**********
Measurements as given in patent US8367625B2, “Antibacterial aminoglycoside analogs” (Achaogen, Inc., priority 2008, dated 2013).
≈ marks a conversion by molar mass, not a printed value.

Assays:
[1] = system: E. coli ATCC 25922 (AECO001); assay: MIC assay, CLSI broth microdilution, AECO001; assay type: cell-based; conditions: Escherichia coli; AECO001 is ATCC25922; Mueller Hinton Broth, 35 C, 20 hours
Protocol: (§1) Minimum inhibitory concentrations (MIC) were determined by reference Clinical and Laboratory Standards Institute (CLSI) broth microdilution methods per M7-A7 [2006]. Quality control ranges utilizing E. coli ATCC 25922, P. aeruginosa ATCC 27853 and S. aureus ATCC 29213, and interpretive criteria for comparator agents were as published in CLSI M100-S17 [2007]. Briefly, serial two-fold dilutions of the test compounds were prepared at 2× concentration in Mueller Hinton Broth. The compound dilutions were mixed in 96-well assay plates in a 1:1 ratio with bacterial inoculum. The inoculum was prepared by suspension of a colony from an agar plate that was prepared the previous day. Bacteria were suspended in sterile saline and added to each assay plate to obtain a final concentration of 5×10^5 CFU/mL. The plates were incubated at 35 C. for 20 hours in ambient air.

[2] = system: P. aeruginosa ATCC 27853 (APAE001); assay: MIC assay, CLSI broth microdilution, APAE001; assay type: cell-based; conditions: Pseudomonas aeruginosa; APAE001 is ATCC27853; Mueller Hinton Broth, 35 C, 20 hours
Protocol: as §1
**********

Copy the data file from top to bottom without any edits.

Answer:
Measurements as given in patent US8367625B2, “Antibacterial aminoglycoside analogs” (Achaogen, Inc., priority 2008, dated 2013).
≈ marks a conversion by molar mass, not a printed value.

Assays:
[1] = system: E. coli ATCC 25922 (AECO001); assay: MIC assay, CLSI broth microdilution, AECO001; assay type: cell-based; conditions: Escherichia coli; AECO001 is ATCC25922; Mueller Hinton Broth, 35 C, 20 hours
Protocol: (§1) Minimum inhibitory concentrations (MIC) were determined by reference Clinical and Laboratory Standards Institute (CLSI) broth microdilution methods per M7-A7 [2006]. Quality control ranges utilizing E. coli ATCC 25922, P. aeruginosa ATCC 27853 and S. aureus ATCC 29213, and interpretive criteria for comparator agents were as published in CLSI M100-S17 [2007]. Briefly, serial two-fold dilutions of the test compounds were prepared at 2× concentration in Mueller Hinton Broth. The compound dilutions were mixed in 96-well assay plates in a 1:1 ratio with bacterial inoculum. The inoculum was prepared by suspension of a colony from an agar plate that was prepared the previous day. Bacteria were suspended in sterile saline and added to each assay plate to obtain a final concentration of 5×10^5 CFU/mL. The plates were incubated at 35 C. for 20 hours in ambient air.

[2] = system: P. aeruginosa ATCC 27853 (APAE001); assay: MIC assay, CLSI broth microdilution, APAE001; assay type: cell-based; conditions: Pseudomonas aeruginosa; APAE001 is ATCC27853; Mueller Hinton Broth, 35 C, 20 hours
Protocol: as §1